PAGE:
Excerpt of Resource Rich Murman Coast – About the settlement process in Murman
by Andrey Repnevskiy, Northern (Arctic) Federal University
In 1863, the tsarist authorities in Russia allowed foreigners (the majority of whom were Finns and Norwegians) to settle in Murman on condition of acquiring by the latter of the Russian nationality. In doing so, they hoped that emigrees would foster the development in those remote cold parts of the empire and set a good example for the Pomors – who were very hesitant to settle in Murman. The Arkhangelsk County’s intelligensia were both puzzled and outraged by the passivism of Pomors and the enthusiasm of Finnish and Norwegian settlers. Their critical remarks got coverage in the Arkhangelsk Guberniya News. They were appealing to the Pomors’ patriotic pride and warning that the foreign stranglehold on the fish and seals abounding in the Kola Peninsula waters would threaten the resources of the Russian North. Below is the excerpt of an article covering the issue.
The author of the series of articles titled: “Resource-Rich Murman Coast” (published in several AGN issues) unknown. Arkhangelsk Guberniya News, Issue 52, 1868. Excerpt of “Resource-Rich Murman Coast” about the settlement process in Murman
… Let us consider northern Norway we all hear a lot about. There, every tiny bit of coastland suitable for settling is inhabited and bigger ranges are all spotted with the full-fledged villages or towns. Their two and three-storeyed houses smack of European chic and civility, they evidence profitable trades. Do you really think that people there have resources we can’t find on our Murman coast? … Aren’t they an immediate and worthwhile example for us to follow? It’s high time we the Pomors woke up from the oblivion to shake off the legacy of past and channel our efforts to settle on our resource-rich coast… I know my call to action won’t be heard by simple-minded Pomors. I know that they won’t do a thing. But I say Murman coast will definitely find its settlers! For the lucid minds – Norwegians, Finns and Swedes who know the worth of Murman coast – have already come at the first summons of the government. It took them few years’ time to settle in the fertile parts of the region that stretches from Norwegian border to the left shore of the Kola Bay. The other thing I’m wondering about is how tolerant the Russian people are observing their northern heritage being taken over by the immigrants? Will they lose dignity and give away resource-rich Russian coast? It may well be that settlement is only in its infancy and poses no grave danger at the moment. But, the seeds are sawn. And later on, when plants begin to peep, the Pomors’ vigor won’t suffice to confront nobly grown power.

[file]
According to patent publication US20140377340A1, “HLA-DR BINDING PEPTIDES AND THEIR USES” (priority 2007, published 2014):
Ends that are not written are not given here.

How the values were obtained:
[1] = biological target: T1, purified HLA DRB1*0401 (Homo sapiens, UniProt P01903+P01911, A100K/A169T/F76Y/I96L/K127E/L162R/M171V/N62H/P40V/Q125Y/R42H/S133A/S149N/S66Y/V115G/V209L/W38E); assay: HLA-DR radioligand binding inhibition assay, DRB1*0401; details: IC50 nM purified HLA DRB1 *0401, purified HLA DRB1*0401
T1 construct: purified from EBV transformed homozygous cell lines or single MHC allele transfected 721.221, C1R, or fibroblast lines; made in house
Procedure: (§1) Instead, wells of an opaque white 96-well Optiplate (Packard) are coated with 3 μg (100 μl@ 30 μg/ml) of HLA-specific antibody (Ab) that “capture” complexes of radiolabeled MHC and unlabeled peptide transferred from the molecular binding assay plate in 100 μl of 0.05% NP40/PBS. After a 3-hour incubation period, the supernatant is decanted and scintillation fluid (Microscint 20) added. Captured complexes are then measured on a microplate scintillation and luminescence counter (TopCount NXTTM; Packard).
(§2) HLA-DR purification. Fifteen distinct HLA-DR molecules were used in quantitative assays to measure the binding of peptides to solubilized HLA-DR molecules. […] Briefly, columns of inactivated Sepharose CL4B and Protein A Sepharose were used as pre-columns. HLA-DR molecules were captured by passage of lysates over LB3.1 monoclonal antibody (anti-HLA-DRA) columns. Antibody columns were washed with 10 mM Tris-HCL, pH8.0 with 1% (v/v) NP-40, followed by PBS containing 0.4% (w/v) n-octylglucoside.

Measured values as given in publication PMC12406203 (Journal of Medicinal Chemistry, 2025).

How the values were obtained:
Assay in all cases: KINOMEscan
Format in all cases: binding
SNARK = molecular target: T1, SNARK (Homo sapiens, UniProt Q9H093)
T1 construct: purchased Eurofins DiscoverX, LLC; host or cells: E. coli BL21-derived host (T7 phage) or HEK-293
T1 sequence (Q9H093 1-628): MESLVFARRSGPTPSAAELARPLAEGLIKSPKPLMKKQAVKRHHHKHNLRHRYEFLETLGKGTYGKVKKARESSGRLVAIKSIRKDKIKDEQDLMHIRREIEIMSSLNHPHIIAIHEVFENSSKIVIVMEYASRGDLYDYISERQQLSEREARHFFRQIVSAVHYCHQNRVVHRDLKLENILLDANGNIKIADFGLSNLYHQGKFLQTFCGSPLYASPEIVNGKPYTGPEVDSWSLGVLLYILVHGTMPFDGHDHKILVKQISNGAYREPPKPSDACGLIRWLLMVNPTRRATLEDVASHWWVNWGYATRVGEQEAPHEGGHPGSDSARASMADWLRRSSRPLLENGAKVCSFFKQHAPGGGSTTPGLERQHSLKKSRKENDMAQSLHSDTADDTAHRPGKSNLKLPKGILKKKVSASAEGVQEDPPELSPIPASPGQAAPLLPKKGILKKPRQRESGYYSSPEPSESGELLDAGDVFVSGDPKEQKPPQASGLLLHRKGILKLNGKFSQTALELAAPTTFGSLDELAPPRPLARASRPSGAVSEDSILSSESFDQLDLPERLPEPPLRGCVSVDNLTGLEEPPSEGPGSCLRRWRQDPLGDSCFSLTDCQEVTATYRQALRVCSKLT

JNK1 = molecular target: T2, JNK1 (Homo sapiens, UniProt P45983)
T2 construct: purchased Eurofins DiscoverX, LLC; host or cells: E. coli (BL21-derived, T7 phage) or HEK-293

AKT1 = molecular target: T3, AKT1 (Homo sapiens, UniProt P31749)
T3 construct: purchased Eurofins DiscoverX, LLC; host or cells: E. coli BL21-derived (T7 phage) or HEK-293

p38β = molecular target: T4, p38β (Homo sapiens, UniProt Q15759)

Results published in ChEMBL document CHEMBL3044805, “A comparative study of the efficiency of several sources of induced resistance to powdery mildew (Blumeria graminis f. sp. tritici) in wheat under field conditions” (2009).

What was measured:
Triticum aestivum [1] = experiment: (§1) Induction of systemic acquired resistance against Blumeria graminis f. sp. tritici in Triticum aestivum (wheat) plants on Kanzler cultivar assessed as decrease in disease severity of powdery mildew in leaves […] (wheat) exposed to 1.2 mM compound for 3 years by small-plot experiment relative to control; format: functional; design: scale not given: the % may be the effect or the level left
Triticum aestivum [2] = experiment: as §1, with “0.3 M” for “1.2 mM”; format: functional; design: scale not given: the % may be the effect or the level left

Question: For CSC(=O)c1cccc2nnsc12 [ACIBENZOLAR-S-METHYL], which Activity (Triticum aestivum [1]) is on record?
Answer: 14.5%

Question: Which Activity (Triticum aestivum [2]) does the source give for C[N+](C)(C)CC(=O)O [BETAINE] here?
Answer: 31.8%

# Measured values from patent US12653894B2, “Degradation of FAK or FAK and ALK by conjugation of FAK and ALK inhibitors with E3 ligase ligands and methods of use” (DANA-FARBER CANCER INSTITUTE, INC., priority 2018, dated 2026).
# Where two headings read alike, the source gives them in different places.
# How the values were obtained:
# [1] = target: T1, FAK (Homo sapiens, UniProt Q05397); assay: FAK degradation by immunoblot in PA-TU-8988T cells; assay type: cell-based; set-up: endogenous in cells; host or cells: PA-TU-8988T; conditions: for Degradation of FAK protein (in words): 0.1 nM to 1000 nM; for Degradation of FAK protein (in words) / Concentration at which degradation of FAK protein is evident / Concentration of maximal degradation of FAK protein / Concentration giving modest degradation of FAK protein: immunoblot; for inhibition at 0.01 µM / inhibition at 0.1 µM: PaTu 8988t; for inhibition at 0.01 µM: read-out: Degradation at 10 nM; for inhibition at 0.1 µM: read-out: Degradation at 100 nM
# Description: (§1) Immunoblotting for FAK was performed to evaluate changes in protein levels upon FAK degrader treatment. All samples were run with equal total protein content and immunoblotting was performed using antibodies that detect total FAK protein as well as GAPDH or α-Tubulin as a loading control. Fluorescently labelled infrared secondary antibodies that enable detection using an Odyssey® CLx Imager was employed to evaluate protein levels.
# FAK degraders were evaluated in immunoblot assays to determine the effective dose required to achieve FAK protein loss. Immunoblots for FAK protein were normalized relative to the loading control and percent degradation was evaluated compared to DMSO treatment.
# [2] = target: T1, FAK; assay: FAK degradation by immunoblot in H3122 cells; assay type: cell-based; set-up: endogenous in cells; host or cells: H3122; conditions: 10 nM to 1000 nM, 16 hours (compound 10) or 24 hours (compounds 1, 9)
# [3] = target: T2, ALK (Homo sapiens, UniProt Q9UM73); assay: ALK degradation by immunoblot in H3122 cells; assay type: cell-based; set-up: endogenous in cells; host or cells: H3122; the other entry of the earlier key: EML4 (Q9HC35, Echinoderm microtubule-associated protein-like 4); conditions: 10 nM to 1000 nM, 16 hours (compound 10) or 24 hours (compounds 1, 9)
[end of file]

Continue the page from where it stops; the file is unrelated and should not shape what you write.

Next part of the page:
Yet, Russian folk will find it difficult to settle in this area, for these have to be the fishermen to settle first. And there is hardly anyone enthusiastic enough to give up their well-to-do farms to move up north to settle on a barren land and start from scratch. And, secondly, the biggest challenge is remoteness of the Murman coast. Its desolate vastness and the freezing sea cut off the area from the mainland and complicate the growth of population. The forced well-organized resettlement, is аt the same time not in keeping with the folk traditions, as they say. Though, with the government’s benevolent incentives and awareness of what the coast is worth trade-wise, it won’t be long and difficult to bring life to this land.
Commented and printed by A.V. Repnevskiy